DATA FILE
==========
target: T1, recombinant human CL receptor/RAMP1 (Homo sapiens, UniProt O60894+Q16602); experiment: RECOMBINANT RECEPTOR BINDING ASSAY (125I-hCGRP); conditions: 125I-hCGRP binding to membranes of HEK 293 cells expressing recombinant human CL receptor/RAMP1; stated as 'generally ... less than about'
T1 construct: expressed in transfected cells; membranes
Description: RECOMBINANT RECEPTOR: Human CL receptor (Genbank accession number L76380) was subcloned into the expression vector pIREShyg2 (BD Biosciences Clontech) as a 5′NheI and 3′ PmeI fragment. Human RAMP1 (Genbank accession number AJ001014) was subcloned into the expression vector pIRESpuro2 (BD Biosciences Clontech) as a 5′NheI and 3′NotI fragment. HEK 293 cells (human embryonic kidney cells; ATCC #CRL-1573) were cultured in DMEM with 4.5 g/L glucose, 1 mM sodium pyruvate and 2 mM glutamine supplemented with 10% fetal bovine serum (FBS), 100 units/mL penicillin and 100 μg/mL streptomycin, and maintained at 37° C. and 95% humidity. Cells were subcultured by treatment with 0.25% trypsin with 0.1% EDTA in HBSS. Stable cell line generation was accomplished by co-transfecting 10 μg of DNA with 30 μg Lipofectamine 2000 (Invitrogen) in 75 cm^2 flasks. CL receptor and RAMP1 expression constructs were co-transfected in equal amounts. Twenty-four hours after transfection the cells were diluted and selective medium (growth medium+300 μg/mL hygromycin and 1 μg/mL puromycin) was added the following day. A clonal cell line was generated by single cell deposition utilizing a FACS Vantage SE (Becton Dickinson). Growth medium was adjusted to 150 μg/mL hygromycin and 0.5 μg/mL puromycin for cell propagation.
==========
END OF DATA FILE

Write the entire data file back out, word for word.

target: T1, recombinant human CL receptor/RAMP1 (Homo sapiens, UniProt O60894+Q16602); experiment: RECOMBINANT RECEPTOR BINDING ASSAY (125I-hCGRP); conditions: 125I-hCGRP binding to membranes of HEK 293 cells expressing recombinant human CL receptor/RAMP1; stated as 'generally ... less than about'
T1 construct: expressed in transfected cells; membranes
Description: RECOMBINANT RECEPTOR: Human CL receptor (Genbank accession number L76380) was subcloned into the expression vector pIREShyg2 (BD Biosciences Clontech) as a 5′NheI and 3′ PmeI fragment. Human RAMP1 (Genbank accession number AJ001014) was subcloned into the expression vector pIRESpuro2 (BD Biosciences Clontech) as a 5′NheI and 3′NotI fragment. HEK 293 cells (human embryonic kidney cells; ATCC #CRL-1573) were cultured in DMEM with 4.5 g/L glucose, 1 mM sodium pyruvate and 2 mM glutamine supplemented with 10% fetal bovine serum (FBS), 100 units/mL penicillin and 100 μg/mL streptomycin, and maintained at 37° C. and 95% humidity. Cells were subcultured by treatment with 0.25% trypsin with 0.1% EDTA in HBSS. Stable cell line generation was accomplished by co-transfecting 10 μg of DNA with 30 μg Lipofectamine 2000 (Invitrogen) in 75 cm^2 flasks. CL receptor and RAMP1 expression constructs were co-transfected in equal amounts. Twenty-four hours after transfection the cells were diluted and selective medium (growth medium+300 μg/mL hygromycin and 1 μg/mL puromycin) was added the following day. A clonal cell line was generated by single cell deposition utilizing a FACS Vantage SE (Becton Dickinson). Growth medium was adjusted to 150 μg/mL hygromycin and 0.5 μg/mL puromycin for cell propagation.